Instant Ideas for Busy Teachers...
by Barbara Gruber, M.A. & Sue Gruber, M.A.
Stress Relief for Teachers
The bell rings and your students head out the door at the end of the school day! You need to leave school in forty-five minutes to get to a dental appointment. That should be just enough time to change a bulletin board to go with the theme you plan to begin tomorrow. Just as you tear down the last piece of the bulletin board, a parent drops by for an impromptu conference. Before you know it, twenty minutes have ticked by and the bulletin board is still bare. You dash to the office to get paper for the bulletin board and you are intercepted by the principal who asks how you like the new reading series. By the time you get back to your room, you are left with 14 minutes to complete the bulletin board. You decide it's better to leave it blank than to put up just a portion of it. You tidy up your desk and head out the door frustrated that unexpected interruptions stopped you from completing a simple task! Now what?
- You can go to school extra early and finish it prior to the before-school faculty meeting.
- You can put up the bulletin board heading before school tomorrow morning and add to it throughout the day, finishing it up after school.
- You can postpone the job until after school tomorrow.
All three of these options are possibilities---why not choose the one that is least stressful?
In a perfect world, there would be no interruptions and tasks would always be completed in the allotted times. Reality is that our world is far from perfect. Every teacher knows that the job of being a teacher is fraught with unexpected happenings and constant interruptions. That's why it's especially important for us to learn to adapt, manage and cope with stress---it is essential to our health, happiness and sense of well-being. We can't eliminate stress---we can learn techniques to effectively manage stress. Stress is an inherent part of life for everyone!
What is stress?
Stress does not happen to us---it is something we talk ourselves into. Our stress levels depend on our reactions to events in our lives. We can choose to let people and situations get us angry and upset or we can choose to let it go. We can react in such a way that we do not feel upset by the inevitable stressors that are part of daily life. For example:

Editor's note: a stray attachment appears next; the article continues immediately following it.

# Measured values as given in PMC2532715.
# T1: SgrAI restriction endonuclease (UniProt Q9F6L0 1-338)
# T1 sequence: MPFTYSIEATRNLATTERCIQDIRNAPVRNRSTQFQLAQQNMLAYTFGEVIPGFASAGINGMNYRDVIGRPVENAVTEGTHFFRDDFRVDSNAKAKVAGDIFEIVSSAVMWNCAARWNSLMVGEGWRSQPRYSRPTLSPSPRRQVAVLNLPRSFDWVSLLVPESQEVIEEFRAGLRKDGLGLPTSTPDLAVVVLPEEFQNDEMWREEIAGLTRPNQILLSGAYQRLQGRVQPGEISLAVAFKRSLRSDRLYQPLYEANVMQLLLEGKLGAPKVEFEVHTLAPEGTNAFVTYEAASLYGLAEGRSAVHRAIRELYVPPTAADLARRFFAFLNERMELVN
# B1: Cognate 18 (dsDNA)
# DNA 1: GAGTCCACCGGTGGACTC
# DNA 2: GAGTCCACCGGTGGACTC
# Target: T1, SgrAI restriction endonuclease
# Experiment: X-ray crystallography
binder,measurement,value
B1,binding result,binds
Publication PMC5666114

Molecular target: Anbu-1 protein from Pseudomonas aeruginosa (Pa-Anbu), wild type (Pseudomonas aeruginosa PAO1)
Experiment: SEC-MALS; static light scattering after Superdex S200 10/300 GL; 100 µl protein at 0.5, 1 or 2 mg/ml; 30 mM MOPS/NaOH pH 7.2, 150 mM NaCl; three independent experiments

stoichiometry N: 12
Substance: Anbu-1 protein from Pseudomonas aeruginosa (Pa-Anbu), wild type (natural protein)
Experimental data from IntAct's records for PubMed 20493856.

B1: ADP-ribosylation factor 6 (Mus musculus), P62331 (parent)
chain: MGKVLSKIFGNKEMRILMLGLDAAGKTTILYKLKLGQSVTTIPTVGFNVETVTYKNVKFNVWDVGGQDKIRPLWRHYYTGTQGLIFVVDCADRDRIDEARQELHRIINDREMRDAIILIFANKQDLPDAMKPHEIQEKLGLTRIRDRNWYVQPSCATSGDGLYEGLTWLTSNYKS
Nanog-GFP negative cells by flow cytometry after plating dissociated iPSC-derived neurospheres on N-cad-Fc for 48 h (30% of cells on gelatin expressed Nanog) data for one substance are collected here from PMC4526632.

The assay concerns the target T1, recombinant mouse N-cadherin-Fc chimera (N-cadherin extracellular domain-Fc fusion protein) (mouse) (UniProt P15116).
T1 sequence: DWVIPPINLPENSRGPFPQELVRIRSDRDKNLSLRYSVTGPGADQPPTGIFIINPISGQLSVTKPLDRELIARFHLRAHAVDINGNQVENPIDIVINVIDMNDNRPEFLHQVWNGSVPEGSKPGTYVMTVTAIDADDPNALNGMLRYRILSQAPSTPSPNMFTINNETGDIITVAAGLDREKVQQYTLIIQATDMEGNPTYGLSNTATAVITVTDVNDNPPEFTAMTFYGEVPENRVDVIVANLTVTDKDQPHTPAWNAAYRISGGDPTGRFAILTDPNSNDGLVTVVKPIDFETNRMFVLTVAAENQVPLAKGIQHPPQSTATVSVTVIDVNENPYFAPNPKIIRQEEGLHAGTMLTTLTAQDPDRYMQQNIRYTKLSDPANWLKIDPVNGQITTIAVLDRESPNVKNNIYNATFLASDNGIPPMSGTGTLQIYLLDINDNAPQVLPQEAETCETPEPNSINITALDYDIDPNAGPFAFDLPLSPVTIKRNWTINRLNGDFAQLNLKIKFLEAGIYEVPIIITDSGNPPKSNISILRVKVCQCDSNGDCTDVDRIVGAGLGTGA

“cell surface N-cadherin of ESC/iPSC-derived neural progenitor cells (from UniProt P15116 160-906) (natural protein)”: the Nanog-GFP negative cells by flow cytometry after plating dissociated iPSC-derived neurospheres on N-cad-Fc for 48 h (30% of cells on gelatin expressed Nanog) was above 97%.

At the airport, when a flight is cancelled some passengers rant and rave.
Others react by figuring out other travel options.
In a traffic jam, some drivers furiously blow horns and yell.
Others accept the fact that they are stuck in traffic, listen to the radio, sit back and relax and hope traffic starts moving soon.
Before school starts, teachers forewarn you that you will have students with behavior problems and difficult parents. Some teachers get upset and anticipate having a bad year.
Others choose to assess students and parents for themselves and then do the best job they can.
At a faculty meeting, the principal announces a new requirement of teachers. Some teachers are upset and agonize over how much more work they will have to do.
Other teachers ask themselves what they are already doing that may meet the new requirements. If extra work is required they make time for it by eliminating something that is less important.
Parents suggest how you should be managing your classroom. Some teachers feel stressed and defensive. They rationalize and make lengthy explanations hoping to gain approval from parents. Others listen to the parents' comments while continuing to feel confident about their teaching styles. They thank parents for sharing their ideas and opinions.
Changing the Ways We Think
Life is difficult for perfectionists in our less-than-perfect world. Try your best to let go of perfectionism and strive to be more flexible. If the new learning center isn't "picture perfect," no one will know except you. Your students will like it and that's what really counts. Relax your standards a bit.